Agent Elaine English stopped by the offices last week, and we were talking about the value of an agent really knowing an editor’s tastes. It’s one thing to know what genres a house is acquiring; anyone can look that up in the Literary Market Place or on a publisher’s website. But it’s a different thing entirely—and quite an impressive skill—to be able to match projects with individual editors’ preferences. There’s no handy-dandy chart for that one.
I work on just about any kind of romance. As I’ve mentioned previously, we’re a bit full up on romantic suspense and mystery romances right now, but beyond that, I know it can be hard to get a sense of what would be a good fit.
So to go beyond “fantastic writing” and a “fresh voice,” a few specific things I tend to enjoy:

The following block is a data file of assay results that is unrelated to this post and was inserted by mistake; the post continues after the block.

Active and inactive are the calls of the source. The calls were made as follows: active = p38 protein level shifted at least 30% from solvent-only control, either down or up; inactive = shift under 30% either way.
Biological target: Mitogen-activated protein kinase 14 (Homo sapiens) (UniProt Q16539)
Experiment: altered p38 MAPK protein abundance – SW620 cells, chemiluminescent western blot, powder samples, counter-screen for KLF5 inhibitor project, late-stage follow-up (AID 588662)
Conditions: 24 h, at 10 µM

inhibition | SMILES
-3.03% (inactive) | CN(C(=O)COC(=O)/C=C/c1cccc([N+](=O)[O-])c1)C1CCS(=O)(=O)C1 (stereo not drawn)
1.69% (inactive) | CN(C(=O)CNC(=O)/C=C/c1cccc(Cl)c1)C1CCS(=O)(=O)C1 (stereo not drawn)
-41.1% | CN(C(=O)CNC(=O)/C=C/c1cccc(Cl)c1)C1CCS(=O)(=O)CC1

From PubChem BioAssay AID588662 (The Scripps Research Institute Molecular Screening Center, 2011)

Some kind of fairy-tale element (like in Kathryne Kennedy’s Relics of Merlin series or Jennifer Ashley’s Nvengarian books)
Warrior women (like in Eve Kenin’s DRIVEN or Bettie Sharpe’s “Like a Thief in the Night). I was a huge fan of Alias and still watch the DVDs.
Assassins (male or female)
A thrilling, unrelenting pace (like COUNTDOWN by Michelle Maddox)
Adventurous, Indiana Jones-style quests (like SIREN’S SONG by Trish Albright or Elisabeth Naughton’s STOLEN FURY)
A first-person voice with quirks enough to make me laugh out loud (like Angie Fox, Gemma Halliday or Leslie Langtry)
Witty, dialogue-driven Regencies (like Emily Bryan or Alissa Johnson)
Unusual elements in a historical – setting, situation, writing style. Ones I’ve particularly enjoyed lately are Joanna Bourne’s THE SPYMASTER’S LADY, WHAT A SCOUNDREL WANTS by Carrie Lofty, both of Sherry Thomas’ books, and the upcoming THE MADNESS OF LORD IAN MACKENZIE by Jennifer Ashley. These are all meaty stories that go beyond traditional historicals.
A gothic tone (like PHANTOM by Lindsay Randall or Eve Silver’s historicals)